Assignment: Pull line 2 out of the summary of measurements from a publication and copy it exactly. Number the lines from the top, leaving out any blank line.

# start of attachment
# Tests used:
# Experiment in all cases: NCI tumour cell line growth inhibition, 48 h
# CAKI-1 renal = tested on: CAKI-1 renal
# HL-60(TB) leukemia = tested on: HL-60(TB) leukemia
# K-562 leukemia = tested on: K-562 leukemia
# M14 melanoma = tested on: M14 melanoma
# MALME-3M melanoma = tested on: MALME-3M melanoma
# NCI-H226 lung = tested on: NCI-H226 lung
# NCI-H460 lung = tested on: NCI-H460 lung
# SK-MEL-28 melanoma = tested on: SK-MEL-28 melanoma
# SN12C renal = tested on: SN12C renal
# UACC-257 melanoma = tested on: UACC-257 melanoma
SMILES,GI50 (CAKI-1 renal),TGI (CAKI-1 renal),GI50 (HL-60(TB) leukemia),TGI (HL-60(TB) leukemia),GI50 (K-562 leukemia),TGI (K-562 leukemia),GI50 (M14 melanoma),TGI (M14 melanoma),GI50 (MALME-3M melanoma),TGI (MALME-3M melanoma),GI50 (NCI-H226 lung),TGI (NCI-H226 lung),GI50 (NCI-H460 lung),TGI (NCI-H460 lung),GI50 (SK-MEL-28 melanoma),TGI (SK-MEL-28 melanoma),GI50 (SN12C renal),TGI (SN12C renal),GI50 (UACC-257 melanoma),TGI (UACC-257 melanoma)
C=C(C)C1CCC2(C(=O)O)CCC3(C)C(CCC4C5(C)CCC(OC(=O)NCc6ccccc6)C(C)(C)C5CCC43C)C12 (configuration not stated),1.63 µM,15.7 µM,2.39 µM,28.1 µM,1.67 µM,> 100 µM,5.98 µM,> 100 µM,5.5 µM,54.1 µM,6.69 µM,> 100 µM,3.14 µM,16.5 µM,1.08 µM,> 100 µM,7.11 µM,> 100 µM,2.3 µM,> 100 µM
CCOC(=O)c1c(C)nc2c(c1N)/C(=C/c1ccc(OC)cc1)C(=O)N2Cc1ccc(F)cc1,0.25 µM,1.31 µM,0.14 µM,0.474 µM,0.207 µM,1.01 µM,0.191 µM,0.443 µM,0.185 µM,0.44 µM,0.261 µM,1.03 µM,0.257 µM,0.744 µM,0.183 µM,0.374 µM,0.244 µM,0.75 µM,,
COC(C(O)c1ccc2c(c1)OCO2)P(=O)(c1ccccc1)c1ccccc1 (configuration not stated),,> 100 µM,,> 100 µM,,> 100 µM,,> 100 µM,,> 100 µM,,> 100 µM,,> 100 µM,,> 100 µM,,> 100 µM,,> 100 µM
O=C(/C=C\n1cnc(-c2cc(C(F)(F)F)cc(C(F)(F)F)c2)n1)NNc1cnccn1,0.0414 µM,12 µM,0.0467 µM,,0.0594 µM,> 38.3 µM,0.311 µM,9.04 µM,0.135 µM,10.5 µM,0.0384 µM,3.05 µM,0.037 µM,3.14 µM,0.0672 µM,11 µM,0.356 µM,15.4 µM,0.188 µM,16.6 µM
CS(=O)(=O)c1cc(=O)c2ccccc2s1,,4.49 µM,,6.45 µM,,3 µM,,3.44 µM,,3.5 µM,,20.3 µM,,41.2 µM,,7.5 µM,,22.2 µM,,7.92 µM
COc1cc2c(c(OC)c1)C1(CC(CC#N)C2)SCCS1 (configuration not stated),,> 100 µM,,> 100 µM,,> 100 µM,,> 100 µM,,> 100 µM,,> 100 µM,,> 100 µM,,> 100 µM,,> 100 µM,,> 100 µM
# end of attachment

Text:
# Experiment in all cases: NCI tumour cell line growth inhibition, 48 h